Even with Kevin Hart at the Controls, 'Lift' Never Takes Off

Directed by F. Gary Gray

Starring Kevin Hart, Gugu Mbatha-Raw, Vincent D'Onofrio, Úrsula Corberó, Billy Magnussen, Viveik Kalra, Yun Jee Kim, Jacob Batalon, Jean Reno, Sam Worthington

Photo courtesy of Netflix

BY Rachel HoPublished Jan 12, 2024

Formulas aren't necessarily a bad thing. For all the nonsense of the world, there's a comfort to turning on a movie that pans out exactly how you expect (and want) it to, and the tropes and obvious twists don't take anything away from it. The heist genre in particular can be one of the most enjoyable movies to watch with little need to put a spin on old faithful — audiences love seeing the good-bad guys win and watching a montage of exactly how that happened. Two things are required for this type of film, though: dynamic chemistry and entertaining delivery, and Lift is in possession of neither.

In his latest Netflix film, Kevin Hart plays Cyrus Whitaker, the suave leader of a crew of robbers with relatively moral consciences. When the group is busted for the heist of a NFT (yes, you read that correctly), Agent Abby Gladwell (Gugu Mbatha-Raw) offers them a deal to help Interpol by stealing $500 million in gold bars off a plane from a known terrorist in exchange for immunity.

There are fist fights, airplanes, fiddley tech, giant text showing which city our band of criminals are in and a montage reveal to bring it all home, but Lift forgets to bring any of the fun. Individually the cast is respectfully fine, with everyone playing their parts as best as a hammy script will allow them. When they come together though, the group feels like a bunch of freelancers who were hired on a project via Fiverr. There's little to no joshing or banter among any of the team, even with Billy Magnusson trying with all his endearing doofus might to bring some levity. Given that F. Gary Gray has directed two fantastic heist films (Set It Off and The Italian Job) that are primarily fantastic because of the cast chemistry, Lift disappoints the genre and audiences on truly the bare minimum.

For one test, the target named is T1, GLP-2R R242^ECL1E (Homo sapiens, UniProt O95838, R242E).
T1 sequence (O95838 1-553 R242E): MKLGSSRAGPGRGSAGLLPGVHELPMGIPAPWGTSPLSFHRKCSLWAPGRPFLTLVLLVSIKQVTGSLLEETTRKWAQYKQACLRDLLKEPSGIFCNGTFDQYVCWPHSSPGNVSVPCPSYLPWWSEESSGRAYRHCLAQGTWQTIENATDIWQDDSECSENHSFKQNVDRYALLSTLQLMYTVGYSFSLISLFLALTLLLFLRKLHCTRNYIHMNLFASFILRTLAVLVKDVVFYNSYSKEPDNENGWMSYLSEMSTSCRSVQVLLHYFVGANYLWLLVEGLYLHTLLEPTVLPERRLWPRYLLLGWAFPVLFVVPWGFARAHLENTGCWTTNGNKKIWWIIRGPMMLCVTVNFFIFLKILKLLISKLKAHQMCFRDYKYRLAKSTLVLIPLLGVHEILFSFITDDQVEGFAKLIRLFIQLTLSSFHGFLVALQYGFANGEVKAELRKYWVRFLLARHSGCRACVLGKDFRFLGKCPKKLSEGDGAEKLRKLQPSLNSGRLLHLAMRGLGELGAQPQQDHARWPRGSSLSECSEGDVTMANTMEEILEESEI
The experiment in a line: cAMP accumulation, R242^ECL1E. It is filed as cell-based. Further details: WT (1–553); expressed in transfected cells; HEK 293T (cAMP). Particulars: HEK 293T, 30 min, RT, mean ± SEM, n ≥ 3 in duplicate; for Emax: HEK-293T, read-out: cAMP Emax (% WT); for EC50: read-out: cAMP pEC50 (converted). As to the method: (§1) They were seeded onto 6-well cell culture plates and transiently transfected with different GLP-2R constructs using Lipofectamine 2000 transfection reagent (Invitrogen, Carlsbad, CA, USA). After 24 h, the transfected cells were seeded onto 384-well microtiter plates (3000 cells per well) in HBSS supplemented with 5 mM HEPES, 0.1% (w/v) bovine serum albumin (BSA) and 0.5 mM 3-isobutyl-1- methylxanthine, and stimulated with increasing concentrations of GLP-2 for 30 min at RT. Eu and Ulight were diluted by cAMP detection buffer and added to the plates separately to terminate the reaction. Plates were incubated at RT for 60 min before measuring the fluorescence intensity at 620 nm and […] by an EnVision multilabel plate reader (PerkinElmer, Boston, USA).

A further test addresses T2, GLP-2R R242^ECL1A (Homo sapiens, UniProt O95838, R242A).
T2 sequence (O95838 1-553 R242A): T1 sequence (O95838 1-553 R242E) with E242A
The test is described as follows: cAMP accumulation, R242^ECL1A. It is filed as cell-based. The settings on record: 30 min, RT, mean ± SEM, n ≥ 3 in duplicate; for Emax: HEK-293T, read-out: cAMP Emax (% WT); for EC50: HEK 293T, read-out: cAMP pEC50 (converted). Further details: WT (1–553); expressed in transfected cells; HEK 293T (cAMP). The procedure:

Now, for the entertaining delivery part, fault needs to be found with the film's star. Hart has been one of the most successful comedians of the last 10 years, commercially and critically. Especially in the first part of that decade-long span, Hart's hustle has been evident across the many forms of media he's dabbled in, and with that hustle came a determination to be an exceptional entertainer.

The last time I felt like Hart really cared about a movie he was starring in (save for voicing Batman's dog in DC League of Super-Pets) was Fatherhood, which coincidentally was the first film he released under the Netflix banner after signing a first-look deal with the streamer back in January 2021. Since Fatherhood, the Hart-Netflix partnership has produced the mind numbing The Man From Toronto, an aggressively unfunny Me Time and now the dry toast, Lift.

To be clear, Lift is not a comedy and Hart is never intended to be a funny protagonist, but a heist film should be diverting and as the headliner, the responsibility for bringing the charm and keeping our attention levels up is squarely on Hart's shoulders — a responsibility he fails to deliver on several times over.

Although Hart has never made it a secret that he's in this game to make money and set his family up to enjoy generational wealth, his blatant desire for commercial success has never dampened his product, with his passion clearly evident in work like Real Husbands of Hollywood, Think Like a Man and the Jumanji reboots. However, in his latest string of films, it's clear that the comedian has lost some of his spark and is now simply churning out content instead of thoughtful pieces of comedy or dramedy.

Rather than being mindless fun on a snow day, Lift will likely disappear into the Netflix void along with Hart's other streaming offerings, but here's hoping that he re-discovers that pep in his step soon, because the entertainment industry feels more lively with him operating at his full potential. (Netflix)

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